Zaheer Khan's record-breaking 75 in the first Test against Bangaldesh at Dhaka has capped his successful comeback from a period of injuries and bad form.
From the high of spearheading the Indian bowling in the World Cup, things changed dramatically for Zaheer within a year's time as he watched India score victories in Australia and Pakistan in his absence.
But now that his worst days are behind him, the Baroda fast bowler is keen to look forward.
"You can't help certain things, you can't change them. I want to look ahead and keep moving, I am sure there are good things ahead for me," he said.
Zaheer has not exactly been among the wickets this season and for the most part been a support cast to his statemate Irfan Pathan.
But the endurance and consistency that marked him as a talent when he made his debut four years ago is back and it was especially evident in the Kanpur Test against South Africa where he was the team's only recognised fast bowler.
"I definitely feel happy about the way things have gone. I have played all the seven Tests and done well. Of course, there is scope for improvement," Zaheer said.
"I am looking forward to the break after this series, when I plan to work on my fitness and improve my bowling further," Zaheer said.
The one thing that may be lacking in his bowling is the speed. He had averaged near the 130 kmph mark whereas he used to bowl close to 140 kmph earlier.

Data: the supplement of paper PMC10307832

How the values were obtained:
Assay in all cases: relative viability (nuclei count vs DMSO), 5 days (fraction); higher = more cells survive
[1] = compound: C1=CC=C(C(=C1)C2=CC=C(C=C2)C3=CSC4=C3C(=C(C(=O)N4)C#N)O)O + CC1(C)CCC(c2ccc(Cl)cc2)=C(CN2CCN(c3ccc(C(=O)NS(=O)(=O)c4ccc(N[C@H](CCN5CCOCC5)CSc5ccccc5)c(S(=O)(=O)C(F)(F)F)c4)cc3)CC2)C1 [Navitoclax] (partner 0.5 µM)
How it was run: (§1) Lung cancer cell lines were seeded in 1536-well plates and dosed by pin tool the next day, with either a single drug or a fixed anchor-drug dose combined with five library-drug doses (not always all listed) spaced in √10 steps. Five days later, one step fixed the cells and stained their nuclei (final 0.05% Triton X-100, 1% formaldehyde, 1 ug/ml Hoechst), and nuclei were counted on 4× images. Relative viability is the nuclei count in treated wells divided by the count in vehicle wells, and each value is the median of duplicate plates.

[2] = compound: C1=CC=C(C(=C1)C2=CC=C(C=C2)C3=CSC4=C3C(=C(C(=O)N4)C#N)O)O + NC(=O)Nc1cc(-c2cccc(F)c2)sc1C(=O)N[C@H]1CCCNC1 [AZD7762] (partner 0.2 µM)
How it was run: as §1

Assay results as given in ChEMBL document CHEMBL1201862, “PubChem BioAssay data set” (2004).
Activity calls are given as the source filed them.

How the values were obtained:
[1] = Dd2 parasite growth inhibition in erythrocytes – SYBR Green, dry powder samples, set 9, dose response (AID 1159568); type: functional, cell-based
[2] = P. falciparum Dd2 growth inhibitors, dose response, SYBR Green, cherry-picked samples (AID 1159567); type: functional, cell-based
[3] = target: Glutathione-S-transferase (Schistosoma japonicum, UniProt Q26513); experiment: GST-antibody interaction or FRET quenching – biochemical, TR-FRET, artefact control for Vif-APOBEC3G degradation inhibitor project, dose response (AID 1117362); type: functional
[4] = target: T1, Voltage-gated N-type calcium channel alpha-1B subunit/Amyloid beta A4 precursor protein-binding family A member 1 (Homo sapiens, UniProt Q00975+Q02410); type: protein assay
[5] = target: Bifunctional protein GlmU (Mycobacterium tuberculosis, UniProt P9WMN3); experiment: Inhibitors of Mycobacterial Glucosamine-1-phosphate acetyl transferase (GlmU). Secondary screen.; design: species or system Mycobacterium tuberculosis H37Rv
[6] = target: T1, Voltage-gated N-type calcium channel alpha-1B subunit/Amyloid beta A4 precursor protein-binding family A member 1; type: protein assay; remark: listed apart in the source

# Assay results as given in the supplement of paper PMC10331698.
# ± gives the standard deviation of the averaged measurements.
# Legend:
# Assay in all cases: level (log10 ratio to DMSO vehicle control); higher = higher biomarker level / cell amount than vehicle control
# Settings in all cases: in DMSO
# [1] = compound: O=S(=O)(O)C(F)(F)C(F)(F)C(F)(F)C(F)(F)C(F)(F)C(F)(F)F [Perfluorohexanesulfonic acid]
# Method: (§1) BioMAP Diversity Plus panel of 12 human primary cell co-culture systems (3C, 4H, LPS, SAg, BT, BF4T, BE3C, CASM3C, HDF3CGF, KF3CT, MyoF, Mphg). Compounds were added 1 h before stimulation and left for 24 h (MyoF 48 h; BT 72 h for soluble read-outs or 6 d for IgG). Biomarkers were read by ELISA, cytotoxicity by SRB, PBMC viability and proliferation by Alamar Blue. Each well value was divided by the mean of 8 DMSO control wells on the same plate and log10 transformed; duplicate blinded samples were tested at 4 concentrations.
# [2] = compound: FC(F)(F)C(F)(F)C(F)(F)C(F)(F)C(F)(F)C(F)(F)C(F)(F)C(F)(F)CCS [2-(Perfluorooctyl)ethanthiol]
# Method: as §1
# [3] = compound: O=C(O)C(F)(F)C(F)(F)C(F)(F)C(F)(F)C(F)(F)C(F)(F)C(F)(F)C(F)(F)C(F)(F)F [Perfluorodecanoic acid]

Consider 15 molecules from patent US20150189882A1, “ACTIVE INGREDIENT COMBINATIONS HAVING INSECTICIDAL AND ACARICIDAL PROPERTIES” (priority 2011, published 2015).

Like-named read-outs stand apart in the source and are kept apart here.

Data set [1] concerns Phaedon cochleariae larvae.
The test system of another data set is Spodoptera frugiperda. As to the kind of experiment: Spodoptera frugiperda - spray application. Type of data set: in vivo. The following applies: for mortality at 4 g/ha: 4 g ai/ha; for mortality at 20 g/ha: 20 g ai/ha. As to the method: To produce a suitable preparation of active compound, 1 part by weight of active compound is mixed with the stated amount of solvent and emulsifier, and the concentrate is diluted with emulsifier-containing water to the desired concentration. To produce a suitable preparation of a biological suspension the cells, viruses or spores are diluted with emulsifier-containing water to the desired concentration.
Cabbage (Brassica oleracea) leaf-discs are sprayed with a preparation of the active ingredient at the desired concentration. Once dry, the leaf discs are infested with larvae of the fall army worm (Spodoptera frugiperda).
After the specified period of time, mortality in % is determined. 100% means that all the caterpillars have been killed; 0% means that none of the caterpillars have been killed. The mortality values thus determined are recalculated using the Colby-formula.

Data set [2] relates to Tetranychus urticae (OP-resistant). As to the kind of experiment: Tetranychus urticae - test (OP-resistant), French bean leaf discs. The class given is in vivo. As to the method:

Zaheer said a bit more fine tuning would help him add a couple of yards to his pace.
"It is all about rhythm. When you hit the right length obviously your pace becomes better. I also need to work a bit more on my fitness."
He said he has taken the negative criticism and the troubled times of last year in his stride.
"When you are not doing well, people criticise. You have got to live with that. The motivation for me was to control things that I could control. I kept my focus on things that I can do better."
Zaheer denied that he rushed his comebacks last season when he frequently broke down with one injury after another.
"Not really. Andrew (Leipus) did not know exactly why the injuries were happening, so we did not know in which direction to go.
"When one muscle got injured and I did all that was required to comeback from that, then a different muscle would give away. It was only after the Asia Cup in Sri Lanka, Andrew could figure what was going wrong and from there on we could decide on the direction (of treatment)," he said.
Zaheer said the 2002-03 season when both his personal and the team's graph kept going upwards would remain his best phase.
"We kept performing well throughout. At Headingley (in England), we performed as a unit. And likewise in Trinidad (during the tour of the West Indies), I combined well with Srinath and Ashish Nehra.
"It was very satisfying that I could provide the breakthroughs when the team needed it," he said.
Captain Sourav Ganguly was full of praise for Zaheer's batting exploits during India's innings and 140-run win over Bangladesh on Monday.
"We would have declared after lunch (on the third day) but he (Zaheer) was going well and keen to get his hundred, so we did not," Ganguly said after the match.
But the batsman himself was not aware of his achievement.
"I was not aware of it until I came back and my teammates told me about it," said Zaheer, who surpassed the previous best of 68 not out by New Zealand's Richard Collinge against Pakistan in Auckland in 1972-73.
For a bowler who took to serious cricket only at the age of 17, his growth has been pretty rapid.
"I guess it was a natural thing. I had the talent, but more importantly I got the breakthroughs at the right time, and the right people helped me at the right time."